Questions related to Terraform code structure are by far the most frequent in the community. Everybody probably thought about best code structure at some point also.
This is one of the questions where lots of solutions exist and it is very hard to get general advice, so let's start with understanding what are we dealing with.
What is the complexity of your project?
Number of related resources
Number of Terraform providers
How often does your infrastructure change?
From once a month/week/day
To continuously (every time when there is a new commit)
Code change initiators? Do you let CI server to update the repository when new artifact is built?
Only developers can push to infrastructure repository
Everyone can propose change to anything by opening a PR (including automated tasks running on CI server)
Which deployment platform or deployment service do you use?
AWS CodeDeploy, Kubernetes or OpenShift require slightly different approach
How environments are grouped?
By environment, region, project
Putting all code in
main.tf is a good idea when you are getting started or writing an example code. In all other cases you will be better having several files split logically like this:
main.tf - call modules, locals and data-sources to create all resources
variables.tf - contains declarations of variables used in
outputs.tf - contains outputs from the resources created in
terraform.tfvars should not be used anywhere except composition.
It is easier and faster to work with smaller number of resources
terraform plan and
terraform apply both make cloud API calls to verify the status of resources
If you have your entire infrastructure in a single composition this can take many minutes
Blast radius is smaller with fewer resources
Insulating unrelated resources from each other by placing them in separate compositions reduces the risk if something goes wrong
Start your project using remote state
Your laptop is no place for your infrastructure source of truth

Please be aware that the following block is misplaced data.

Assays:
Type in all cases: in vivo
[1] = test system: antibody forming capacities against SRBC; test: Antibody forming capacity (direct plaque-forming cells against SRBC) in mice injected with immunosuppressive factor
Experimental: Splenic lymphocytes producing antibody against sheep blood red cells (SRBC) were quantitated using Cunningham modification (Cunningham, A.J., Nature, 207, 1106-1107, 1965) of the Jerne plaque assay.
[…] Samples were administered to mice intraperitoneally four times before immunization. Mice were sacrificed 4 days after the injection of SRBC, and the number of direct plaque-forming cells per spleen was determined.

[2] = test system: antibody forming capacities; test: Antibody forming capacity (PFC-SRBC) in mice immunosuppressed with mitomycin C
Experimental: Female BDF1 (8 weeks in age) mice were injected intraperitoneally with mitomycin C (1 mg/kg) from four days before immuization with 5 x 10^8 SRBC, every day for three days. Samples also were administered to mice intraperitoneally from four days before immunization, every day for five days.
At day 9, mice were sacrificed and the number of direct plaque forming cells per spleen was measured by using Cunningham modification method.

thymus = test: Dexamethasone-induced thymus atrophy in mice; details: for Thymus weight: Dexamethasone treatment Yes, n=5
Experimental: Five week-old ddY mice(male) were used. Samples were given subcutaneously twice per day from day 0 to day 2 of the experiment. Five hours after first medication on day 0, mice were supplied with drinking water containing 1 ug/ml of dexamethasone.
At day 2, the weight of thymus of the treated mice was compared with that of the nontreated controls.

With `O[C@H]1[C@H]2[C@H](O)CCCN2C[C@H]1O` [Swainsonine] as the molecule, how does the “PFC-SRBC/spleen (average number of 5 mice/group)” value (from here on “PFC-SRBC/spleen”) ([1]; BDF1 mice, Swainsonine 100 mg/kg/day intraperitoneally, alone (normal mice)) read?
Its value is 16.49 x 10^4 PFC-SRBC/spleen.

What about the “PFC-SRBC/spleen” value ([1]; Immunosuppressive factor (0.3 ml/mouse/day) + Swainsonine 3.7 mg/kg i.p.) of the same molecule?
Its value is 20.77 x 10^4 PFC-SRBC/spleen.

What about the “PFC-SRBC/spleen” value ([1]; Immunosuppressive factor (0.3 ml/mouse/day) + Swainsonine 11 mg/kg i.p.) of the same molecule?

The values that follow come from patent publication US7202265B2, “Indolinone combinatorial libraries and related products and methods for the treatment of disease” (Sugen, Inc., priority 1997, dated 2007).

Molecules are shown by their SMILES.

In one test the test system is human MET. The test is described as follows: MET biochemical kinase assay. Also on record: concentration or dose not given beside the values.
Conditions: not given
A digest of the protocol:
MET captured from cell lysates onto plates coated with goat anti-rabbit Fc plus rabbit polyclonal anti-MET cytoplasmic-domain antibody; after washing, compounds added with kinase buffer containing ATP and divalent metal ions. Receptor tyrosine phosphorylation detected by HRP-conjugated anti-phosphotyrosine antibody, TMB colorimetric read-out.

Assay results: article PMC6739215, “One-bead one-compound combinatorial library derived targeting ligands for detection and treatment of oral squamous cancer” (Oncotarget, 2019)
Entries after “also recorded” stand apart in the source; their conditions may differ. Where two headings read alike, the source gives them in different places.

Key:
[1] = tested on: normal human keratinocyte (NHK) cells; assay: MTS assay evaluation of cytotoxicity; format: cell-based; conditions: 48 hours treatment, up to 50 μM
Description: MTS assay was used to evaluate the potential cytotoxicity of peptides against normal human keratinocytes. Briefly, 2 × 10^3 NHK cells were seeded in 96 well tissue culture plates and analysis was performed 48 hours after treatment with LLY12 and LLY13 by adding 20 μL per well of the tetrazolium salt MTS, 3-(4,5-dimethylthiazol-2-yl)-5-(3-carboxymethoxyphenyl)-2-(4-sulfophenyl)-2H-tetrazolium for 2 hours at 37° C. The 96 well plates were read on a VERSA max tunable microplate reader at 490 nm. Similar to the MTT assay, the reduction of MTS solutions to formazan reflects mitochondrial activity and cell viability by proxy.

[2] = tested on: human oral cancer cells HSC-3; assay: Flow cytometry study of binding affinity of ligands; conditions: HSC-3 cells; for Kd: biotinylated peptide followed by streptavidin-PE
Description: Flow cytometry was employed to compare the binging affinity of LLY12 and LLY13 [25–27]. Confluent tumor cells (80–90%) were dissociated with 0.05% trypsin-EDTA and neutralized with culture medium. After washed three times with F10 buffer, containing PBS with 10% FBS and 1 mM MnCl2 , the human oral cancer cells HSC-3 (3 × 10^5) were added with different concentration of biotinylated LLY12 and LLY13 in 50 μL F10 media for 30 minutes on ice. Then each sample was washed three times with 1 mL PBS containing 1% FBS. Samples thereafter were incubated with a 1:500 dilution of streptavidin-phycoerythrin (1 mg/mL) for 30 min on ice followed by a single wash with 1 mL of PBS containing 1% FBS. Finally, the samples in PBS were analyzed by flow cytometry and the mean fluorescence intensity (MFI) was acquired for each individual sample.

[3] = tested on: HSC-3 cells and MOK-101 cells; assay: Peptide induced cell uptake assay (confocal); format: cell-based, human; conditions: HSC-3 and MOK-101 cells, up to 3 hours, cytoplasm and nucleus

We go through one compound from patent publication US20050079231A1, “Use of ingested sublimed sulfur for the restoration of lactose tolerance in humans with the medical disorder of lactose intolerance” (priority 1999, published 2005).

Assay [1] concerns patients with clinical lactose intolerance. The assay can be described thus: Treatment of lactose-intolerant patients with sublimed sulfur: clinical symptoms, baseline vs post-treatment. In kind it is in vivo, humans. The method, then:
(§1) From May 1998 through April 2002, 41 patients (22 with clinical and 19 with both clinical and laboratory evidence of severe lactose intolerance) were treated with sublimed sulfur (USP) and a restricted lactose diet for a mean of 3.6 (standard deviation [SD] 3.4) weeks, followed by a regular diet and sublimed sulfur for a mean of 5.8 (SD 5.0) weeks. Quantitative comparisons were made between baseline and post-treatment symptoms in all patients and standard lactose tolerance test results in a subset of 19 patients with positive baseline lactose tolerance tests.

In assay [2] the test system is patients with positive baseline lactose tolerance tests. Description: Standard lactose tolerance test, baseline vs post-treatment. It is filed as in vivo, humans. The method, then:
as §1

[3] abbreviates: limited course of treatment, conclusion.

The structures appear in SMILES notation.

Managing a tfstate file in git is a nightmare
Later when infrastructure layers starts to grow in any direction (number of dependencies or resources)
Try to practise a consistent structure and naming convention
Like procedural code, Terraform code should be written for people to read first, consistency will help when changes happen six months from now
It is possible to move resources in Terraform state file but it may be harder to do if you have inconsistent structure and naming
Keep resource modules as plain as possible
Don't hardcode values which can be passed as variables or discovered using data sources
Use data sources and
terraform_remote_state specifically as a glue between infrastructure modules within composition
(add links to other blog posts)
We will group example projects by the complexity - from small to very-large infrastructures. This separation is not strict, so check other structures also.
Having small infrastructure means that there are a small number of dependencies and few resources. As the project grows the need to chain the execution of Terraform configurations, connecting different infrastructure modules, and passing values within a composition becomes visible.
There are at least 4 distinct groups of orchestration solutions which developers use:
Terraform only. Very straightforward, developers have to know only Terraform to get job done.
Terragrunt. Pure orchestration tool which can be used to orchestrate the entire infrastructure as well as handle dependencies. Terragrunt operates with infrastructure modules and compositions natively, so it reduces duplication of code.
In-house scripts. Often this happens as a starting point towards orchestration and before discovering Terragrunt.
Ansible or similar general purpose automation tool. Usually used when Terraform is adopted after Ansible, or when Ansible UI is actively used.
With that in mind we will reviewing the first two of these project structures, Terraform only and Terragrunt.